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Scott BrosiusI’m very ambivalent about the modern postseason. Having an eight-team, three round playoff has two primary effects from a business perspective. On one hand, it generates tons of cash, both by increasing the supply of a highly demanded product and by keeping more teams (and therefore fans) involved in pennant races longer into the season. From a financial perspective, realignment and the addition of the wild card have been tremendous successes.

On the other hand, this format goes a long way toward killing the significance of the “World Championship.” The goal in sports is to be the best. In an eight-team baseball playoff, the best team rarely comes out on top. This significantly changes the task at hand for baseball operations departments. Whereas teams were once incentivized to try to be the best in their league, it now makes more sense to be in the upper middle class and hope for the best.

The amazing aspect of this is that baseball is having its cake and eating it too. People seem to really believe that the best team in the end will win the World Series, and that teams that don’t have something intrinsically wrong with them. After all, if fans had actually lost confidence in the system, would anybody be watching?

Living in Manhattan, I have more arguments about this issue than any other. Everyone has a theory on why the Yankees haven’t won a World Series in seven years: A-Rod can’t hit in the postseason, Joe Torre lost his touch, they just didn’t have the pitching this year, etc. Nobody wants to believe it could be dumb luck. That’s not how sports work, they inevitably say. The guys who step it up in October are the ones with the cojones, like Scott Brosius.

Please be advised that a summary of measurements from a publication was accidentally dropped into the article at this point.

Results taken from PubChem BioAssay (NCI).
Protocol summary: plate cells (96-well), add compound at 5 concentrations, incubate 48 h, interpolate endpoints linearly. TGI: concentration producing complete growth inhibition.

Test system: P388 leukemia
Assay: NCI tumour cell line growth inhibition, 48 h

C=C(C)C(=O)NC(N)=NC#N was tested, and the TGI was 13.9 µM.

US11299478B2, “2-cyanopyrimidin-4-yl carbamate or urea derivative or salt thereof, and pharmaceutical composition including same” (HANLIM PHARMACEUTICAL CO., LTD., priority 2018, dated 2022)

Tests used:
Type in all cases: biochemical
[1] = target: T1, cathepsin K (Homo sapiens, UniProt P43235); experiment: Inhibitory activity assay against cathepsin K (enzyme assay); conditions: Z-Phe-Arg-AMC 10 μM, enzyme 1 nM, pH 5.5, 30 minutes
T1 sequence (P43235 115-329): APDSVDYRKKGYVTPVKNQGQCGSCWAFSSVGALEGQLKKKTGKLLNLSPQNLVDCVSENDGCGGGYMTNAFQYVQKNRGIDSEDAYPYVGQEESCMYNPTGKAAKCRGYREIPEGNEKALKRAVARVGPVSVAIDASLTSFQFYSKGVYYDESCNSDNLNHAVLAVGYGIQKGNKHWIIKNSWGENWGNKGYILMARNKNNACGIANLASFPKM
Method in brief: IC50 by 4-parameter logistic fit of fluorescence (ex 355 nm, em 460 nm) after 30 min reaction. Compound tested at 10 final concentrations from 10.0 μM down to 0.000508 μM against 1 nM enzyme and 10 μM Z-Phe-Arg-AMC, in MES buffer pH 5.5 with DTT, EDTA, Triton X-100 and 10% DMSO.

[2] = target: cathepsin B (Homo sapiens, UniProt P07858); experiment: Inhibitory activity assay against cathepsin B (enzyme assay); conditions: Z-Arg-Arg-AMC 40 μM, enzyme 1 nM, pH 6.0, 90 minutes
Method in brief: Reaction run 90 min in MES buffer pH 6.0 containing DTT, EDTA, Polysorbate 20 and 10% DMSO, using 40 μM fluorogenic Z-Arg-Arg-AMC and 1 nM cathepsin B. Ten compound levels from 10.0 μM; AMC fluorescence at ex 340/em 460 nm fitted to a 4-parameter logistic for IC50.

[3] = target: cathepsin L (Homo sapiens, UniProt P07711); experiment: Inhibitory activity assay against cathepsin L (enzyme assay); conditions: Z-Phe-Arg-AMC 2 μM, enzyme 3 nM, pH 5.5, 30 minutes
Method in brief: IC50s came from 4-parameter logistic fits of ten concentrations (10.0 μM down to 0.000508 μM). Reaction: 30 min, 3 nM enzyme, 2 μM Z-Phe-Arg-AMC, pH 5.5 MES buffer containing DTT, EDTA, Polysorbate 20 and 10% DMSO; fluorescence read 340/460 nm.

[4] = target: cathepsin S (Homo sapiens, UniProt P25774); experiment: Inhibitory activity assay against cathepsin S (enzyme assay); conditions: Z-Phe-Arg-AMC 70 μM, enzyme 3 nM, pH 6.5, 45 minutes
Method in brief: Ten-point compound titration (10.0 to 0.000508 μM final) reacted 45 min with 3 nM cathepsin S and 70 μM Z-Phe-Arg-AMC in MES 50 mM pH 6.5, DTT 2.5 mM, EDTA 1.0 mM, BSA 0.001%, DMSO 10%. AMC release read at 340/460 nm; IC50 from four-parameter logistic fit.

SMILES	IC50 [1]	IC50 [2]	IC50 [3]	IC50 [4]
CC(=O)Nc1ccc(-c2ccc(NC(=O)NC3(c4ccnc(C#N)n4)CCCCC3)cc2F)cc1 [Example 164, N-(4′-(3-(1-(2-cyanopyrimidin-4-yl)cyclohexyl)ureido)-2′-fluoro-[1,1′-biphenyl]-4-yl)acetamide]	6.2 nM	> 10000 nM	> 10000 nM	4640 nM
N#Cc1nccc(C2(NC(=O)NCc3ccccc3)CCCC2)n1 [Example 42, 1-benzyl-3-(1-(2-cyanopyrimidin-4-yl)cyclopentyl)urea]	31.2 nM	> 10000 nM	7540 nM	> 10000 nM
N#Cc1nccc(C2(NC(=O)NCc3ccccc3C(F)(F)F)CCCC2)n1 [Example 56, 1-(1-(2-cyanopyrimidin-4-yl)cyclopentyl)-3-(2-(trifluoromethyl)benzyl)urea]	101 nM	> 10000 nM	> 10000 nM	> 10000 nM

But as always, data speaks louder than words. Since the start of divisional play, the team with the best record in baseball (if there was a tie, I used the team with the most postseason success, to be generous) has won the World Series nine times (including this year’s Red Sox). If we set up a predictive model where every team in the postseason has the same chance of winning, we would have expected these teams to have won eight times in this span.

There is some evidence, though, that the best teams generally do well in the divisional and league championship rounds. The model would predict that a randomly selected team would have made it to the World Series fifteen times, but the best regular season team actually made it twenty-two times. However, of those twenty-two appearances, the best team actually won only those nine already mentioned.

Before divisional play, sixty-five World Series were held, with the “best” team winning thirty-six times, or just over 55 percent. That seems about right, although I’d bet most baseball fans would bet the over.

In reality, its not a total crapshoot, but it’s much closer than people think. And I hate to say it, but I’m less and less excited about the playoffs every year. It’s nice that a team like the Red Sox, perhaps the best run team in professional sports from ownership on down, can have the success that they’re having. But in the end, most fans won’t try to differentiate between them and the 2006 Cardinals, a far inferior team that just got hot at the right time.

Feedback? Write a comment, or e-mail the author at shawn(AT)squawkingbaseball.com


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  1. on October 29th at 12:31 pm
    robustyoungsoul said: